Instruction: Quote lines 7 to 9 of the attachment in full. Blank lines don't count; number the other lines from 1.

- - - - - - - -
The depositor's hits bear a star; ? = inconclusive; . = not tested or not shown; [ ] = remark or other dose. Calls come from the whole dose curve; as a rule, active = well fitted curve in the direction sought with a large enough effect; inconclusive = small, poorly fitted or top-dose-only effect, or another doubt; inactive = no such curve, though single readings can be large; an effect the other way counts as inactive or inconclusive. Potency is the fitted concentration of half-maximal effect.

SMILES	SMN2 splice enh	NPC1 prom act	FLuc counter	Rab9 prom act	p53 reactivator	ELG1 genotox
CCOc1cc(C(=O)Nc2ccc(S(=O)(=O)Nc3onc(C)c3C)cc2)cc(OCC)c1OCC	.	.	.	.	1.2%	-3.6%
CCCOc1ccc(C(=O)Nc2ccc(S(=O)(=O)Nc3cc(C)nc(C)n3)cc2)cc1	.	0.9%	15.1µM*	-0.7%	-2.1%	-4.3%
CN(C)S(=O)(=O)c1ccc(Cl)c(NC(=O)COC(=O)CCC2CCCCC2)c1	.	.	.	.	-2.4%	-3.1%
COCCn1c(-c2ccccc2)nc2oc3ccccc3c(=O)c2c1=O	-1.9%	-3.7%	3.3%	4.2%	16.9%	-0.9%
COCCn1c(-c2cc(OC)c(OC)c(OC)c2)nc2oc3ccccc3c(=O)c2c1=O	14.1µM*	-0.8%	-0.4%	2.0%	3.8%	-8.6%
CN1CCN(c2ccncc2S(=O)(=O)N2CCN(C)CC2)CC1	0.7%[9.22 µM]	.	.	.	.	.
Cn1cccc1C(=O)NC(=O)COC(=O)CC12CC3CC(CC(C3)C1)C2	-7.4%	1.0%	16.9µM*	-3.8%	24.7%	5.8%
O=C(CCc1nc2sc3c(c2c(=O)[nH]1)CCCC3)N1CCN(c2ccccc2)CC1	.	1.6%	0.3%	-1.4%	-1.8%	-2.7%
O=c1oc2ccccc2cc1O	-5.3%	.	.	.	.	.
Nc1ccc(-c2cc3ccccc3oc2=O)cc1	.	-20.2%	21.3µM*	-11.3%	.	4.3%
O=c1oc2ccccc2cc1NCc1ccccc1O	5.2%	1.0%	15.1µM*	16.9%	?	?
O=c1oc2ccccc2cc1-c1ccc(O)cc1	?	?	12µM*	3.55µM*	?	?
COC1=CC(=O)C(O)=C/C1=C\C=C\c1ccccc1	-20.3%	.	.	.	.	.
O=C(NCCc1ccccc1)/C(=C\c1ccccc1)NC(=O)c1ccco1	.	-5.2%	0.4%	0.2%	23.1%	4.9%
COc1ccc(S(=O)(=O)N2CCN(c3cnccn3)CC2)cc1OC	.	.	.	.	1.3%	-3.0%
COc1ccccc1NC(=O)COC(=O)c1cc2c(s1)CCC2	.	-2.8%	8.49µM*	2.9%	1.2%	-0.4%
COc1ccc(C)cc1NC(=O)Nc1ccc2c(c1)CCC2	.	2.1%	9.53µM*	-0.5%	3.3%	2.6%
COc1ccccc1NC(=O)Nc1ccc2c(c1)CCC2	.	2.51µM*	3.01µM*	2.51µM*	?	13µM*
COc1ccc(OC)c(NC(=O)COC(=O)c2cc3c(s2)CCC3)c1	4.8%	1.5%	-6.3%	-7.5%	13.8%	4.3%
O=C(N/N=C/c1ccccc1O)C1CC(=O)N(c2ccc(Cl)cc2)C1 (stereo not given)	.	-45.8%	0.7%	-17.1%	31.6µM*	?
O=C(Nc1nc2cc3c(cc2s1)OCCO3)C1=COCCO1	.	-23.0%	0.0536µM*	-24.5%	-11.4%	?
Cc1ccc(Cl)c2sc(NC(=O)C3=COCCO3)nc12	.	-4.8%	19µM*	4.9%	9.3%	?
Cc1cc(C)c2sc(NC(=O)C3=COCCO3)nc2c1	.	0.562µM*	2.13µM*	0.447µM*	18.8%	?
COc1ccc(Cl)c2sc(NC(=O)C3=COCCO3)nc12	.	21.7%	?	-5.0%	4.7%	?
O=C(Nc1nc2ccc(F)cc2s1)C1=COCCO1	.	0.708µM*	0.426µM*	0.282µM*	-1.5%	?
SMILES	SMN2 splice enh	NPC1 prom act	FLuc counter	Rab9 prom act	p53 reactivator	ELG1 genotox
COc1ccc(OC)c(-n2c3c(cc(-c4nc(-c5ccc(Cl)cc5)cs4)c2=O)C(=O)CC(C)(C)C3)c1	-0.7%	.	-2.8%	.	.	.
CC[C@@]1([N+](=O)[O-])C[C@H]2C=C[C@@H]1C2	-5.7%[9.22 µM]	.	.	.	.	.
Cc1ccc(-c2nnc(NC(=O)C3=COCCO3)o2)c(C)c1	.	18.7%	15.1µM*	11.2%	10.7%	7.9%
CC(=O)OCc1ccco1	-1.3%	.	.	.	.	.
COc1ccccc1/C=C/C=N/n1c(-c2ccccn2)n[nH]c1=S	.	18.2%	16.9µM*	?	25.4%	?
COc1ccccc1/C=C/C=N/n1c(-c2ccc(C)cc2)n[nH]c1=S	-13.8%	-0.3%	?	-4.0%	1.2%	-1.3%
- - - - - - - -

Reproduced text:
COCCn1c(-c2cc(OC)c(OC)c(OC)c2)nc2oc3ccccc3c(=O)c2c1=O	14.1µM*	-0.8%	-0.4%	2.0%	3.8%	-8.6%
CN1CCN(c2ccncc2S(=O)(=O)N2CCN(C)CC2)CC1	0.7%[9.22 µM]	.	.	.	.	.
Cn1cccc1C(=O)NC(=O)COC(=O)CC12CC3CC(CC(C3)C1)C2	-7.4%	1.0%	16.9µM*	-3.8%	24.7%	5.8%